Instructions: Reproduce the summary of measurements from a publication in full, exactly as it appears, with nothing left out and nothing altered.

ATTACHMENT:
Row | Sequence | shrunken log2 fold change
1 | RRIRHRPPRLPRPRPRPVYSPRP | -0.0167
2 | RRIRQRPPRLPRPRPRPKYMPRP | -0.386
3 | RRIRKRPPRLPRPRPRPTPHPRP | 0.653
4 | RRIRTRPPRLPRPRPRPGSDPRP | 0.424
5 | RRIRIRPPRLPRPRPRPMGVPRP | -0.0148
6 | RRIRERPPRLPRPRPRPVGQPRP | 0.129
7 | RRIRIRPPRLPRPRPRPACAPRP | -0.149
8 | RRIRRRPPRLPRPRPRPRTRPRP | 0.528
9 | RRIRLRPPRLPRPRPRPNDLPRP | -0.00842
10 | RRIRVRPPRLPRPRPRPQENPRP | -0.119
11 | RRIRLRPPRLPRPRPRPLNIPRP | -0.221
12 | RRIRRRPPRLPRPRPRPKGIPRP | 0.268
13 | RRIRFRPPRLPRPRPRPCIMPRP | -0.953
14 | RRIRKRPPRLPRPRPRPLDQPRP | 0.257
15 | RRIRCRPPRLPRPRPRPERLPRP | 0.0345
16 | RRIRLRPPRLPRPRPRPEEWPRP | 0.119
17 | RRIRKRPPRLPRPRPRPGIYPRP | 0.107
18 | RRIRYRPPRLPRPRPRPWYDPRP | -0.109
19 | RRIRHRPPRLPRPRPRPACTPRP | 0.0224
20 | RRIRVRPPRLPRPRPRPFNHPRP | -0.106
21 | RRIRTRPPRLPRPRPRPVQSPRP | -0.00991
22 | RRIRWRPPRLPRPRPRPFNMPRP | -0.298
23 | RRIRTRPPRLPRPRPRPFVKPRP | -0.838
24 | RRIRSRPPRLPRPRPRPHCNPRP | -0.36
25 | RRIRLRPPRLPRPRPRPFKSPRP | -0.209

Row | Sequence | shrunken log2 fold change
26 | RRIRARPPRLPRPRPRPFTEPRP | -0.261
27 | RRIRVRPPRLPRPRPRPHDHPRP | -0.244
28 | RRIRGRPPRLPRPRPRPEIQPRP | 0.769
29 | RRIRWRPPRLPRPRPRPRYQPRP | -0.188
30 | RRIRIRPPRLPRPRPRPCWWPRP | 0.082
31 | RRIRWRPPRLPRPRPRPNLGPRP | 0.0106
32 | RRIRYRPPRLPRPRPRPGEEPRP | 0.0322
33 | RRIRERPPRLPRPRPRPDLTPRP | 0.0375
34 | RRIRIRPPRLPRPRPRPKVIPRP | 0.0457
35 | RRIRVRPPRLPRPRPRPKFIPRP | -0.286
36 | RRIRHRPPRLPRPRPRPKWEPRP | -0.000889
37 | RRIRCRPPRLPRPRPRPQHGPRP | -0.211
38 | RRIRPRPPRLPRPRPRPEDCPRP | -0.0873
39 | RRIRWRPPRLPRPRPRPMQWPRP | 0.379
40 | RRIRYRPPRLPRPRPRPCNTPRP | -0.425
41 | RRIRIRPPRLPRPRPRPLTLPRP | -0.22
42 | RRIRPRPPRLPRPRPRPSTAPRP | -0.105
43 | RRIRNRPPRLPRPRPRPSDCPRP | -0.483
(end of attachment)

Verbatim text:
Row | Sequence | shrunken log2 fold change
1 | RRIRHRPPRLPRPRPRPVYSPRP | -0.0167
2 | RRIRQRPPRLPRPRPRPKYMPRP | -0.386
3 | RRIRKRPPRLPRPRPRPTPHPRP | 0.653
4 | RRIRTRPPRLPRPRPRPGSDPRP | 0.424
5 | RRIRIRPPRLPRPRPRPMGVPRP | -0.0148
6 | RRIRERPPRLPRPRPRPVGQPRP | 0.129
7 | RRIRIRPPRLPRPRPRPACAPRP | -0.149
8 | RRIRRRPPRLPRPRPRPRTRPRP | 0.528
9 | RRIRLRPPRLPRPRPRPNDLPRP | -0.00842
10 | RRIRVRPPRLPRPRPRPQENPRP | -0.119
11 | RRIRLRPPRLPRPRPRPLNIPRP | -0.221
12 | RRIRRRPPRLPRPRPRPKGIPRP | 0.268
13 | RRIRFRPPRLPRPRPRPCIMPRP | -0.953
14 | RRIRKRPPRLPRPRPRPLDQPRP | 0.257
15 | RRIRCRPPRLPRPRPRPERLPRP | 0.0345
16 | RRIRLRPPRLPRPRPRPEEWPRP | 0.119
17 | RRIRKRPPRLPRPRPRPGIYPRP | 0.107
18 | RRIRYRPPRLPRPRPRPWYDPRP | -0.109
19 | RRIRHRPPRLPRPRPRPACTPRP | 0.0224
20 | RRIRVRPPRLPRPRPRPFNHPRP | -0.106
21 | RRIRTRPPRLPRPRPRPVQSPRP | -0.00991
22 | RRIRWRPPRLPRPRPRPFNMPRP | -0.298
23 | RRIRTRPPRLPRPRPRPFVKPRP | -0.838
24 | RRIRSRPPRLPRPRPRPHCNPRP | -0.36
25 | RRIRLRPPRLPRPRPRPFKSPRP | -0.209

Row | Sequence | shrunken log2 fold change
26 | RRIRARPPRLPRPRPRPFTEPRP | -0.261
27 | RRIRVRPPRLPRPRPRPHDHPRP | -0.244
28 | RRIRGRPPRLPRPRPRPEIQPRP | 0.769
29 | RRIRWRPPRLPRPRPRPRYQPRP | -0.188
30 | RRIRIRPPRLPRPRPRPCWWPRP | 0.082
31 | RRIRWRPPRLPRPRPRPNLGPRP | 0.0106
32 | RRIRYRPPRLPRPRPRPGEEPRP | 0.0322
33 | RRIRERPPRLPRPRPRPDLTPRP | 0.0375
34 | RRIRIRPPRLPRPRPRPKVIPRP | 0.0457
35 | RRIRVRPPRLPRPRPRPKFIPRP | -0.286
36 | RRIRHRPPRLPRPRPRPKWEPRP | -0.000889
37 | RRIRCRPPRLPRPRPRPQHGPRP | -0.211
38 | RRIRPRPPRLPRPRPRPEDCPRP | -0.0873
39 | RRIRWRPPRLPRPRPRPMQWPRP | 0.379
40 | RRIRYRPPRLPRPRPRPCNTPRP | -0.425
41 | RRIRIRPPRLPRPRPRPLTLPRP | -0.22
42 | RRIRPRPPRLPRPRPRPSTAPRP | -0.105
43 | RRIRNRPPRLPRPRPRPSDCPRP | -0.483